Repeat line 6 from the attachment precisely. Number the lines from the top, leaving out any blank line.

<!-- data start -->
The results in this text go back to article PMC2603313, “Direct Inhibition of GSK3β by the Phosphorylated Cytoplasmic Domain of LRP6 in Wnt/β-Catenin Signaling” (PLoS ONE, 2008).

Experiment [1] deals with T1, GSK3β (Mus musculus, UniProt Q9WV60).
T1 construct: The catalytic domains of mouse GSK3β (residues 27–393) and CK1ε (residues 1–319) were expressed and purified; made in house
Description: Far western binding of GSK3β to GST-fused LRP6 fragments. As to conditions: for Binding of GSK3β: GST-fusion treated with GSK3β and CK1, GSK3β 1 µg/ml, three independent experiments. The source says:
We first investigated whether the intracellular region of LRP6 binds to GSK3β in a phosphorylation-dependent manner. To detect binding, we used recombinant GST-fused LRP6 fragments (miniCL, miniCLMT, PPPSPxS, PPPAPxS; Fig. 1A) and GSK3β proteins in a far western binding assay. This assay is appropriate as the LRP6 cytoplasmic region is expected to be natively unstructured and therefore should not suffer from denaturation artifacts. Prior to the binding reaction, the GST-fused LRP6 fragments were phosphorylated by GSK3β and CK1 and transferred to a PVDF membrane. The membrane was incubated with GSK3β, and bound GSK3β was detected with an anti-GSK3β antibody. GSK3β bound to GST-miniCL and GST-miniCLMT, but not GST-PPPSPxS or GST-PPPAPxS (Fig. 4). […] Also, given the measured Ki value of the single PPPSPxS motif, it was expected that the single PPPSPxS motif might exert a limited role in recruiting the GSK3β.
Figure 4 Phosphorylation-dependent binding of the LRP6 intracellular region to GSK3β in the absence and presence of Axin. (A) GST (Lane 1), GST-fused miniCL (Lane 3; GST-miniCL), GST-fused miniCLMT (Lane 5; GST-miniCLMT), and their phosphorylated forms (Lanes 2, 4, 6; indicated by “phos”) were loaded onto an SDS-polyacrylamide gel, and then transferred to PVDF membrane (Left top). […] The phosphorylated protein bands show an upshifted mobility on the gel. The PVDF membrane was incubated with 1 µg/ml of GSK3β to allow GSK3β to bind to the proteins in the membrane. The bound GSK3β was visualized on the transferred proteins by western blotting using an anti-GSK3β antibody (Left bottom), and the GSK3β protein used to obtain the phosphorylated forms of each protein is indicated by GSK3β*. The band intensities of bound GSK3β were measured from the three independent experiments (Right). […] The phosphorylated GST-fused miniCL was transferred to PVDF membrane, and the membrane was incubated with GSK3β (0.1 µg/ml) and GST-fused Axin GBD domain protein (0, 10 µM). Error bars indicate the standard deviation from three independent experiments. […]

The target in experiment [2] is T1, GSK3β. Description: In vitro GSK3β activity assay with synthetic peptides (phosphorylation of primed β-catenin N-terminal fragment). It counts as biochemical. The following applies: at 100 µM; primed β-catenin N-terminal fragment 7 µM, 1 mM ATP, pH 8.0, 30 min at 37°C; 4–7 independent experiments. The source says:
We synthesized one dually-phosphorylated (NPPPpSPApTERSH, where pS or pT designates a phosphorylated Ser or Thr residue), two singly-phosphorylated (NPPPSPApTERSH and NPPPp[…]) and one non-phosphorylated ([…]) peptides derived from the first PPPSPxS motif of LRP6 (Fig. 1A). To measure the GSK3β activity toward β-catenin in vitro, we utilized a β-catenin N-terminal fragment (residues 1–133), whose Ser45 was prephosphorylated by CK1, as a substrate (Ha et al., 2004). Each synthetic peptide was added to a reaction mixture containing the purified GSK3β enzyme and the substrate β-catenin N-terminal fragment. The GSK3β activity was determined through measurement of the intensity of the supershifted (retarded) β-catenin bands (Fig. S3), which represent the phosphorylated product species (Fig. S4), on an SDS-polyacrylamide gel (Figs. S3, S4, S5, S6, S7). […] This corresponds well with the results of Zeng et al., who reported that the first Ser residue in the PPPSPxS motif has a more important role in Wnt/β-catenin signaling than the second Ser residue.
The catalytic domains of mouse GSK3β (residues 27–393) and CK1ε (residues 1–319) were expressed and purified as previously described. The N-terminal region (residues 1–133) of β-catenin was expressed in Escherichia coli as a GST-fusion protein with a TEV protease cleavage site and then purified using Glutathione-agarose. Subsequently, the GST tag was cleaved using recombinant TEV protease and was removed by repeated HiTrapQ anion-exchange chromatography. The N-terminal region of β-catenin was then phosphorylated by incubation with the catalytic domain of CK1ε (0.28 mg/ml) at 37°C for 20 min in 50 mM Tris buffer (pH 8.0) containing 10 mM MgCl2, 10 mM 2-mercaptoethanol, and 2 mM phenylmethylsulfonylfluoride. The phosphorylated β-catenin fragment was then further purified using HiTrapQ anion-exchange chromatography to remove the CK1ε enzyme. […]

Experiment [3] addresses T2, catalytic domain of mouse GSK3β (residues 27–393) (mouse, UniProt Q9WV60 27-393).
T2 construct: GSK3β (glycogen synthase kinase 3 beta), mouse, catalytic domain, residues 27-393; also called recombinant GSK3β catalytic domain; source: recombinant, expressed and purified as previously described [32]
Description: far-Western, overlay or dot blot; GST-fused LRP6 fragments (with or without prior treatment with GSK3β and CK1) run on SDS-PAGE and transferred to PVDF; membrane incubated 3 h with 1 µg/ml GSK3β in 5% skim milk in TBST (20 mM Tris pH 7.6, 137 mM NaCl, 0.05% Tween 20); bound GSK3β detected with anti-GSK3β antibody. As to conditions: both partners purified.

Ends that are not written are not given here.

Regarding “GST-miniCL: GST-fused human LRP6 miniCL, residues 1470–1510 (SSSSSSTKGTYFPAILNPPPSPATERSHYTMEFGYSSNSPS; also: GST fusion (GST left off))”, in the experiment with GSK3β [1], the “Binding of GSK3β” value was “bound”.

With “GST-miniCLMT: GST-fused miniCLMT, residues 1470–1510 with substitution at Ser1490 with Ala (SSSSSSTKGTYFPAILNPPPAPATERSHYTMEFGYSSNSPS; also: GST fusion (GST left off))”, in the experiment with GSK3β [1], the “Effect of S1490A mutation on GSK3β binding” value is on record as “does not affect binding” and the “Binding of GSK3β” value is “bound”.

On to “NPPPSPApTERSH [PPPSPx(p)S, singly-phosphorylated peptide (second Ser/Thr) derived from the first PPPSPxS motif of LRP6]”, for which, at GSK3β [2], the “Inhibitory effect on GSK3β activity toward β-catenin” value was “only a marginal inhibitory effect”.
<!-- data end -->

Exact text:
Figure 4 Phosphorylation-dependent binding of the LRP6 intracellular region to GSK3β in the absence and presence of Axin. (A) GST (Lane 1), GST-fused miniCL (Lane 3; GST-miniCL), GST-fused miniCLMT (Lane 5; GST-miniCLMT), and their phosphorylated forms (Lanes 2, 4, 6; indicated by “phos”) were loaded onto an SDS-polyacrylamide gel, and then transferred to PVDF membrane (Left top). […] The phosphorylated protein bands show an upshifted mobility on the gel. The PVDF membrane was incubated with 1 µg/ml of GSK3β to allow GSK3β to bind to the proteins in the membrane. The bound GSK3β was visualized on the transferred proteins by western blotting using an anti-GSK3β antibody (Left bottom), and the GSK3β protein used to obtain the phosphorylated forms of each protein is indicated by GSK3β*. The band intensities of bound GSK3β were measured from the three independent experiments (Right). […] The phosphorylated GST-fused miniCL was transferred to PVDF membrane, and the membrane was incubated with GSK3β (0.1 µg/ml) and GST-fused Axin GBD domain protein (0, 10 µM). Error bars indicate the standard deviation from three independent experiments. […]